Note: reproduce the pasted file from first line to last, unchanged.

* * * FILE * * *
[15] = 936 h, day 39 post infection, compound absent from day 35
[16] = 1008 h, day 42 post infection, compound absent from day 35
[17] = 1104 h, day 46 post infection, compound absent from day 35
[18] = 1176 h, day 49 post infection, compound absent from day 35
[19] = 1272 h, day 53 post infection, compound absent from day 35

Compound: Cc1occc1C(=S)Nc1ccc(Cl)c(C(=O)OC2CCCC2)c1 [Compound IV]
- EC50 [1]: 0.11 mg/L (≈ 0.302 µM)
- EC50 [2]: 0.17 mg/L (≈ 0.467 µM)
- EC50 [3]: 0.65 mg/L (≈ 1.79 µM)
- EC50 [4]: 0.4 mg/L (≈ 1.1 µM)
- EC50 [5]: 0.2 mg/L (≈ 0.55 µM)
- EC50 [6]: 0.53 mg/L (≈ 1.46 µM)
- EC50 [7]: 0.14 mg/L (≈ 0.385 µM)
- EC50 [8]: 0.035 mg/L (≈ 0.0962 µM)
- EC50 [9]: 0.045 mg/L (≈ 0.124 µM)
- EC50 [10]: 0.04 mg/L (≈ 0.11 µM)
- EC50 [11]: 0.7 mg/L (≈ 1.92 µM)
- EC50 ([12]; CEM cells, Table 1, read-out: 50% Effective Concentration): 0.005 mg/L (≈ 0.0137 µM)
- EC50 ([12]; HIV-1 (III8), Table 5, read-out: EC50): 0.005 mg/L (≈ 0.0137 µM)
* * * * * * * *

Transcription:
[15] = 936 h, day 39 post infection, compound absent from day 35
[16] = 1008 h, day 42 post infection, compound absent from day 35
[17] = 1104 h, day 46 post infection, compound absent from day 35
[18] = 1176 h, day 49 post infection, compound absent from day 35
[19] = 1272 h, day 53 post infection, compound absent from day 35

Compound: Cc1occc1C(=S)Nc1ccc(Cl)c(C(=O)OC2CCCC2)c1 [Compound IV]
- EC50 [1]: 0.11 mg/L (≈ 0.302 µM)
- EC50 [2]: 0.17 mg/L (≈ 0.467 µM)
- EC50 [3]: 0.65 mg/L (≈ 1.79 µM)
- EC50 [4]: 0.4 mg/L (≈ 1.1 µM)
- EC50 [5]: 0.2 mg/L (≈ 0.55 µM)
- EC50 [6]: 0.53 mg/L (≈ 1.46 µM)
- EC50 [7]: 0.14 mg/L (≈ 0.385 µM)
- EC50 [8]: 0.035 mg/L (≈ 0.0962 µM)
- EC50 [9]: 0.045 mg/L (≈ 0.124 µM)
- EC50 [10]: 0.04 mg/L (≈ 0.11 µM)
- EC50 [11]: 0.7 mg/L (≈ 1.92 µM)
- EC50 ([12]; CEM cells, Table 1, read-out: 50% Effective Concentration): 0.005 mg/L (≈ 0.0137 µM)
- EC50 ([12]; HIV-1 (III8), Table 5, read-out: EC50): 0.005 mg/L (≈ 0.0137 µM)